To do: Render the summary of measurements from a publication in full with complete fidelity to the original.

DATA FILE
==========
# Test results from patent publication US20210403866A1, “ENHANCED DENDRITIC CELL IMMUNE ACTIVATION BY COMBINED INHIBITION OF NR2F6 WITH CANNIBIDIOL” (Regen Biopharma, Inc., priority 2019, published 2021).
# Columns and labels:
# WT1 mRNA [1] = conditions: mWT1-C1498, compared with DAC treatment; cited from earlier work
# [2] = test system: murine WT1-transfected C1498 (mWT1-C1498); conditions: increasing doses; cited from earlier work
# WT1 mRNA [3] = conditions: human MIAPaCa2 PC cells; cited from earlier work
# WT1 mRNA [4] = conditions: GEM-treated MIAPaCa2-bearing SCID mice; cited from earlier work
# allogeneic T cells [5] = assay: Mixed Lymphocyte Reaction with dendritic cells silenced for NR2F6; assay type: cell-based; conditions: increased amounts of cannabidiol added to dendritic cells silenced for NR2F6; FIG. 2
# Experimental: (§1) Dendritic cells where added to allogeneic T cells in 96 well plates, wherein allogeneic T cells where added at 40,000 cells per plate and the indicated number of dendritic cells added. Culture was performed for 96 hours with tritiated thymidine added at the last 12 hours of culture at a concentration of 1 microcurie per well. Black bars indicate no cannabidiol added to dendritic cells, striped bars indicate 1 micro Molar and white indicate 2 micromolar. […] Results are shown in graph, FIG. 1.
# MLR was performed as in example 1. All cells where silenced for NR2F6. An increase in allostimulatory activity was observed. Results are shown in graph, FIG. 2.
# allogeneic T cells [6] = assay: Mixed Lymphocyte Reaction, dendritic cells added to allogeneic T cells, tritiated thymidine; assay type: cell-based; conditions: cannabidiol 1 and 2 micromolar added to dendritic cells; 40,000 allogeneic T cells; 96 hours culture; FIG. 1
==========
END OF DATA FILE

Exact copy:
# Test results from patent publication US20210403866A1, “ENHANCED DENDRITIC CELL IMMUNE ACTIVATION BY COMBINED INHIBITION OF NR2F6 WITH CANNIBIDIOL” (Regen Biopharma, Inc., priority 2019, published 2021).
# Columns and labels:
# WT1 mRNA [1] = conditions: mWT1-C1498, compared with DAC treatment; cited from earlier work
# [2] = test system: murine WT1-transfected C1498 (mWT1-C1498); conditions: increasing doses; cited from earlier work
# WT1 mRNA [3] = conditions: human MIAPaCa2 PC cells; cited from earlier work
# WT1 mRNA [4] = conditions: GEM-treated MIAPaCa2-bearing SCID mice; cited from earlier work
# allogeneic T cells [5] = assay: Mixed Lymphocyte Reaction with dendritic cells silenced for NR2F6; assay type: cell-based; conditions: increased amounts of cannabidiol added to dendritic cells silenced for NR2F6; FIG. 2
# Experimental: (§1) Dendritic cells where added to allogeneic T cells in 96 well plates, wherein allogeneic T cells where added at 40,000 cells per plate and the indicated number of dendritic cells added. Culture was performed for 96 hours with tritiated thymidine added at the last 12 hours of culture at a concentration of 1 microcurie per well. Black bars indicate no cannabidiol added to dendritic cells, striped bars indicate 1 micro Molar and white indicate 2 micromolar. […] Results are shown in graph, FIG. 1.
# MLR was performed as in example 1. All cells where silenced for NR2F6. An increase in allostimulatory activity was observed. Results are shown in graph, FIG. 2.
# allogeneic T cells [6] = assay: Mixed Lymphocyte Reaction, dendritic cells added to allogeneic T cells, tritiated thymidine; assay type: cell-based; conditions: cannabidiol 1 and 2 micromolar added to dendritic cells; 40,000 allogeneic T cells; 96 hours culture; FIG. 1